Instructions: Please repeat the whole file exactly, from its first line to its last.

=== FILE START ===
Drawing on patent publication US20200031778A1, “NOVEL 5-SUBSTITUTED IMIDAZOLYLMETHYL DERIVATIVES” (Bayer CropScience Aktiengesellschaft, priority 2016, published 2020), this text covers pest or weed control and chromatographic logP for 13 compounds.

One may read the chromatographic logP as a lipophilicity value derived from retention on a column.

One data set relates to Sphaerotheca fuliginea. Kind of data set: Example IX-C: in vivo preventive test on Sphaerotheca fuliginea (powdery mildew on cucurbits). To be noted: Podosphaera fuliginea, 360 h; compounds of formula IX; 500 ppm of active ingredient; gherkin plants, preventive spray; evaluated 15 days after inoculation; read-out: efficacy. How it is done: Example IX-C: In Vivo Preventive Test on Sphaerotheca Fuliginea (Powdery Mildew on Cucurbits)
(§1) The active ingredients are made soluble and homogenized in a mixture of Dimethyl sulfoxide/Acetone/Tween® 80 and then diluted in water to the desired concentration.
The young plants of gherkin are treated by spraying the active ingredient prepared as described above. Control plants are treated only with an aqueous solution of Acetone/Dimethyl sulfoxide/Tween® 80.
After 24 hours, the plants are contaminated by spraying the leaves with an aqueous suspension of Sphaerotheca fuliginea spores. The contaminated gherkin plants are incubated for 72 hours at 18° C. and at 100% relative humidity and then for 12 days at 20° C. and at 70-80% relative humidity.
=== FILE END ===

Drawing on patent publication US20200031778A1, “NOVEL 5-SUBSTITUTED IMIDAZOLYLMETHYL DERIVATIVES” (Bayer CropScience Aktiengesellschaft, priority 2016, published 2020), this text covers pest or weed control and chromatographic logP for 13 compounds.

One may read the chromatographic logP as a lipophilicity value derived from retention on a column.

One data set relates to Sphaerotheca fuliginea. Kind of data set: Example IX-C: in vivo preventive test on Sphaerotheca fuliginea (powdery mildew on cucurbits). To be noted: Podosphaera fuliginea, 360 h; compounds of formula IX; 500 ppm of active ingredient; gherkin plants, preventive spray; evaluated 15 days after inoculation; read-out: efficacy. How it is done: Example IX-C: In Vivo Preventive Test on Sphaerotheca Fuliginea (Powdery Mildew on Cucurbits)
(§1) The active ingredients are made soluble and homogenized in a mixture of Dimethyl sulfoxide/Acetone/Tween® 80 and then diluted in water to the desired concentration.
The young plants of gherkin are treated by spraying the active ingredient prepared as described above. Control plants are treated only with an aqueous solution of Acetone/Dimethyl sulfoxide/Tween® 80.
After 24 hours, the plants are contaminated by spraying the leaves with an aqueous suspension of Sphaerotheca fuliginea spores. The contaminated gherkin plants are incubated for 72 hours at 18° C. and at 100% relative humidity and then for 12 days at 20° C. and at 70-80% relative humidity.